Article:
There was no possibility of taking a walk that (November) day.

November is a dark and ominous month in Jane Eyre’s life.

Firstly, she is locked in the red room, as a child, at Gateshead. Secondly, she is lonely at Thornfield Hall, before Rochester’s arrival. Finally she is leading a solitary life in Morton, while her cousin, whom she doesn’t love, proposes to her.

Gateshead 

The first lines of Jane Eyre presents the reader with a gloomy November day:

There was no possibility of taking a walk that day…. the cold winter wind had brought with it clouds so sombre, and a rain so penetrating, that further out-door exercise was now out of the question.

The young girl, under ten years old, was confined to the house she detested. She had been taken in by a family who relegated her to the position of a homeless poor relative they despised. In the breakfast room, where she was expelled, away from the rest of the family, who were comfortably seated in the drawing-room, Jane observed:

…to the left were the clear panes of glass, protecting, but not separating me from the drear November day. At intervals, while turning over the leaves of my book, I studied the aspect of that winter afternoon. Afar, it offered a pale blank of mist and cloud; near a scene of wet lawn and storm-beat shrub, with ceaseless rain sweeping away wildly before a long and lamentable blast.’

Later that day, she was confined to the ghostly Red Room, after refusing to be bullied and beaten by her cousin John Reed.

Thornfield

Jane arrived at sombre Thornfield Hall  in October, but chilly November arrived fast, and Mrs, Fairfax informed Jane of what to expect from then on:

I’m sure last winter (it was a very severe one, if you recollect, and when it did not snow, it rained and blew), not a creature but the butcher and postman came to the house, from November till February; and I really got quite melancholy with sitting night after night alone.

Thornfield Hall was a vault-like, dreary place between November and February. On this occasion, Mr. Rochester returned in January, when he met Jane on the icy causeway, on her way to Hay.

Morton.

Shortly after moving to Morton, and recovering her health, in November, Jane set up a school, where she lived. She found both a job and lodgings. She describes the rudimentary building:

I had closed my shutter, laid a mat to the door to prevent the snow from blowing in under it, trimmed my fire, and after sitting nearly an hour on the hearth listening to the muffled fury of the tempest, I lit a candle, out of the frozen hurricane—the howling darkness.

Shortly after, still in November, she learnt of her uncle’s death and the fortune she had inherited. Months later, she returned to Thornfield Hall in search of Rochester.

November in Jane Eyre

November is the month of transition between the warmer and colder part of the year. It heralds a time of introversion and hard work in order to lay the foundations for the spring.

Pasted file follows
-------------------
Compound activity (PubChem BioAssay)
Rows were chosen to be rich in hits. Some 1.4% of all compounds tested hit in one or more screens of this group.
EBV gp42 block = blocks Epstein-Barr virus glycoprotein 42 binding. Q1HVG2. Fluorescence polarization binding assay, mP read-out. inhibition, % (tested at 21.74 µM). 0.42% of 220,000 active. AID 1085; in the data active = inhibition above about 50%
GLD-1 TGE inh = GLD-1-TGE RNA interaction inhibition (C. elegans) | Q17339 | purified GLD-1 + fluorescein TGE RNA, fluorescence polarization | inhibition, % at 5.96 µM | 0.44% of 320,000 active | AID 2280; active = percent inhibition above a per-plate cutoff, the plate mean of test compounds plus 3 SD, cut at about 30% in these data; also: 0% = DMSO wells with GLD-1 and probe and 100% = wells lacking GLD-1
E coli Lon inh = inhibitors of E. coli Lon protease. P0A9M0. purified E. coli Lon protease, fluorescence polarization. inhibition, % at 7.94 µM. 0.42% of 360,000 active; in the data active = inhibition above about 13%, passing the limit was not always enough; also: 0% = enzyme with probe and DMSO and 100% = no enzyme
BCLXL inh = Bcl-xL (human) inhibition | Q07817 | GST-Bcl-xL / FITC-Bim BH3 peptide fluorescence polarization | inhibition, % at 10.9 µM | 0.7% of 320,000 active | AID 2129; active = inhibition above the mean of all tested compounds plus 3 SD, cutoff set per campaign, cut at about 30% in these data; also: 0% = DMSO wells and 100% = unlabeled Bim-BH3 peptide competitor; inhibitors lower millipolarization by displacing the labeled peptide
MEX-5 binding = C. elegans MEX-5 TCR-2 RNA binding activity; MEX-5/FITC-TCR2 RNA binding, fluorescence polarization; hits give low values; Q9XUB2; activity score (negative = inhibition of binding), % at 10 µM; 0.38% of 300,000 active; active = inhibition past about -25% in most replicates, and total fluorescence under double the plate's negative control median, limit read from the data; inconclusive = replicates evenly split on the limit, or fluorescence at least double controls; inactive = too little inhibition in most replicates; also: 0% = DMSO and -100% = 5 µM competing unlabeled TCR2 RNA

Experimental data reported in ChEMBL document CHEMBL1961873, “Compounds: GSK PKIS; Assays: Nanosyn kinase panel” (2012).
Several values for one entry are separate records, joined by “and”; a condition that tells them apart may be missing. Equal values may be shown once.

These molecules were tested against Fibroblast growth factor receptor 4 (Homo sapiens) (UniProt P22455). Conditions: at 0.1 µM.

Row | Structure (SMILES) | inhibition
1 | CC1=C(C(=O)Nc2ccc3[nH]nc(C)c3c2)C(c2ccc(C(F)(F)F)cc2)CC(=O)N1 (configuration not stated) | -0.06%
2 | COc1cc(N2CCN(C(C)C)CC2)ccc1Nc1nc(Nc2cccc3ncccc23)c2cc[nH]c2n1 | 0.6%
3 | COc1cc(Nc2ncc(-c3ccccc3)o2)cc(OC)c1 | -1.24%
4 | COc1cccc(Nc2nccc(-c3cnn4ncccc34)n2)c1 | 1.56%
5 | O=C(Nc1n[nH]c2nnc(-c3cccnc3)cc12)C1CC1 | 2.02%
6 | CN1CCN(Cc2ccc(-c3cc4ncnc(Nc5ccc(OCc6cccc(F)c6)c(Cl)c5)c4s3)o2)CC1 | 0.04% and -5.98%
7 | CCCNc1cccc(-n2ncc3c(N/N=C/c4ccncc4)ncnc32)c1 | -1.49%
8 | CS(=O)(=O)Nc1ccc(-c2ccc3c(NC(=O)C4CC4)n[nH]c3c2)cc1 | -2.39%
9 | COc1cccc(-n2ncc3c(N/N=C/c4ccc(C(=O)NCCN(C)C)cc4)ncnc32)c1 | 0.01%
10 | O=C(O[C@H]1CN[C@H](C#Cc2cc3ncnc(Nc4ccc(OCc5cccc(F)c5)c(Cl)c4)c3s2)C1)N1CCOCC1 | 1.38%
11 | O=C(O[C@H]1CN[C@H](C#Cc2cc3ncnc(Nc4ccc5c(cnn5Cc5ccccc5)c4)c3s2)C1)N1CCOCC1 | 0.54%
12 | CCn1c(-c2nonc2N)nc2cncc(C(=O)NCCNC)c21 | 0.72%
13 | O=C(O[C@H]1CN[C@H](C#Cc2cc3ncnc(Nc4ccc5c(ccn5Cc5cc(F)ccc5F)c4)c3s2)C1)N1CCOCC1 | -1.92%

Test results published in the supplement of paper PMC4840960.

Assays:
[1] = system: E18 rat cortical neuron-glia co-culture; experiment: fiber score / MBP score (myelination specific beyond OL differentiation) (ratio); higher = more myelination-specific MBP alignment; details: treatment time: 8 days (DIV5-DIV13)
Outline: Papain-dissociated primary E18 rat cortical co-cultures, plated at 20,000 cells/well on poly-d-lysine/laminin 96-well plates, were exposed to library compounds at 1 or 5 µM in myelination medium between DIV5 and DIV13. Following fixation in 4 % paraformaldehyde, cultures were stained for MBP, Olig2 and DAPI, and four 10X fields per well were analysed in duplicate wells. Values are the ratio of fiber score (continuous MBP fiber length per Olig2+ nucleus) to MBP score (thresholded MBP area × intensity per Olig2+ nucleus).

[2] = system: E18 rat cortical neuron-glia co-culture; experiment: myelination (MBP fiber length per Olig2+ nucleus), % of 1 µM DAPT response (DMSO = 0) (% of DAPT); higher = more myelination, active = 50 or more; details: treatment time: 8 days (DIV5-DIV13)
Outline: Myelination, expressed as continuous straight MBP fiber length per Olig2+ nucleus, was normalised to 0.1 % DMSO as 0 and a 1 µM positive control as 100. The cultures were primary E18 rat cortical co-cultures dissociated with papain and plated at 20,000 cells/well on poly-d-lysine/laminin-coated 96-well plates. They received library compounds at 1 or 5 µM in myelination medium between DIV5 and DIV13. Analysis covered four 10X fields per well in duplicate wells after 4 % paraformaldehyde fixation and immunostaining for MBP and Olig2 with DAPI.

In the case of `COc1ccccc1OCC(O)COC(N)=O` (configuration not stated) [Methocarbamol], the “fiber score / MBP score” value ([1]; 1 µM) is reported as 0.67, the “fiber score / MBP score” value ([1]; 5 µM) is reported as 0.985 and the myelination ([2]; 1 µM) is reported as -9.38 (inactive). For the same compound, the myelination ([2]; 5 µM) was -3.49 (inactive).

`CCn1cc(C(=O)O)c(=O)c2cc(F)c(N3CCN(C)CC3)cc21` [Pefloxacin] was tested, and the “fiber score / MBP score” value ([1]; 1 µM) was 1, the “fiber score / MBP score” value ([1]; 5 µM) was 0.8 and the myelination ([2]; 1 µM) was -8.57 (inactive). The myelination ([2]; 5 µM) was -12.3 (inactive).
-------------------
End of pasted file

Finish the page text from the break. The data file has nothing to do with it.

During those chilly autumn days at Thornfield, Jane more than teaches, she transforms Adele into a more docile pupil, and ears the respect of the rest of the staff who thought she was too frail for the job. By the time Rochester arrives she’s literally become the ruler of the roost. She sleeps upstairs with Mrs. Fairfax, very near the master’s room, she has got to know the house and the area, she has gained the respect of everyone, and she loves it at Thornfield. There is no-one to boss her around, until he arrives.

In Morton, she occupied her time drawing and reading, teaching, and gaining the respect of the locals as she worked as their teacher at the newly founded school, until she learnt of her new and improved situation.

The positive events in Jane Eyre occur in spring and summer, while winter is a time for introspection, loneliness, and hardship. Fortunately, spring and summer bring renewed hope and love to her life, as we have seen in other posts on this blog.

Emily Dickinson, on the other side of the Atlantic Ocean, also had a sad, cold,  and difficult view of November.

Charlotte Bronte would have loved this poem, which she probably never read.

How happy I was if I could forget
To remember how sad I am
Would be an easy adversity
But the recollecting of Bloom

Keeps making November difficult
Till I who was almost bold
Lose my way like a little Child
And perish of the cold.

 

About LucciaGray

Writer, blogger, teacher, reader and lover of words wherever they are. Author of The Eyre Hall Trilogy, the breathtaking sequel to Jane Eyre. Luccia lives in sunny Spain, but her heart's in Victorian London.

Posted on November 24, 2014, in Rereading Jane Eyre and tagged , , , , , , . Bookmark the permalink. 4 Comments.

  1. Love how you’ve linked the novel to the seasons. A fine November day in Jane Eyre territory yesterday, I’m pleased to say!

    Liked by 1 person

  2. Thank you for this, which has made me want to go back to Jane Eyre. And I love “the recollecting of bloom/keeps making November difficult”. I then drift off to Charlotte Mew’s “I so liked spring last year”.

    Liked by 1 person

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